Nov. 3 (Bloomberg) -- The lira strengthened for a second day against the dollar after the European Central Bank cut interest rates unexpectedly, boosting risk appetite for emerging markets.
The lira appreciated 1.2 percent to 1.7577 per dollar at 4:45 p.m. in Istanbul, in its biggest increase in a week, and rallied to its strongest level since Sept. 14 against an equally-weighted euro and dollar basket.
Mario Draghi announced the cut in ECB rates at his first meeting as President of the bank as euro-area leaders raised the prospect of Greece exiting the monetary union, sending bond yields soaring in Italy and Spain. ECB officials lowered the benchmark interest rate by 25 basis points to 1.25 percent.
“The market has turned to risk-on mood and the lira will perform well as the ECB provides liquidity,” Burcin Metin, a currency trader at Istanbul-based ING Bank AS, said. The lira could rally to 1.7 if it breaks 1.7480 when Turkish markets will be closed for a religious holiday in the first three days of next week, Metin said.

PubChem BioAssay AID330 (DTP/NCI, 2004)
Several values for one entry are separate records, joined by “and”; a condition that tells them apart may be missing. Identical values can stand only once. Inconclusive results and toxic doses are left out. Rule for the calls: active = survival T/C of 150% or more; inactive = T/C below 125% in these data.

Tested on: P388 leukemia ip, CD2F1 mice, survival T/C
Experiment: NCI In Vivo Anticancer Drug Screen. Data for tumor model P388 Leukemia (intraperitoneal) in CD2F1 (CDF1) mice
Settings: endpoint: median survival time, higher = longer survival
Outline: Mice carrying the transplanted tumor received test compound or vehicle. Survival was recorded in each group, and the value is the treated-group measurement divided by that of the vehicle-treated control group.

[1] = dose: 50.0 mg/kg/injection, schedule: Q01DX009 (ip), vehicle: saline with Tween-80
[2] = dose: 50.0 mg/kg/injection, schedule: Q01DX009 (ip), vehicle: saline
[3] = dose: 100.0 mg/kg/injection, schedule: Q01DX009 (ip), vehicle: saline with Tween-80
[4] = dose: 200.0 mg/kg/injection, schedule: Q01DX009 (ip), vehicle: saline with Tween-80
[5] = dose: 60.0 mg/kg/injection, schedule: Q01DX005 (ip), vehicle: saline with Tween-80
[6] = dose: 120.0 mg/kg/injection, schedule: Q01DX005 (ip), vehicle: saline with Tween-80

There is a 60 percent probability that the lira will strengthen to 1.70 per dollar in three months, according to implied probability calculated from currency options.
Benchmark two-year bond yields fell 1 basis point, or 0.01 percentage point, to 9.94 percent, a Turk Ekonomi Bankasi index of the securities showed.
The yields rose as much as 14 basis points earlier in the day after Turkey’s annual inflation rate jumped to 7.7 percent last month from 6.2 percent in September, the statistics office in Ankara said on its website today. The median estimate of eight economists surveyed by Bloomberg was 7 percent. In the month, prices rose 3.27 percent, the biggest gain in nine years.
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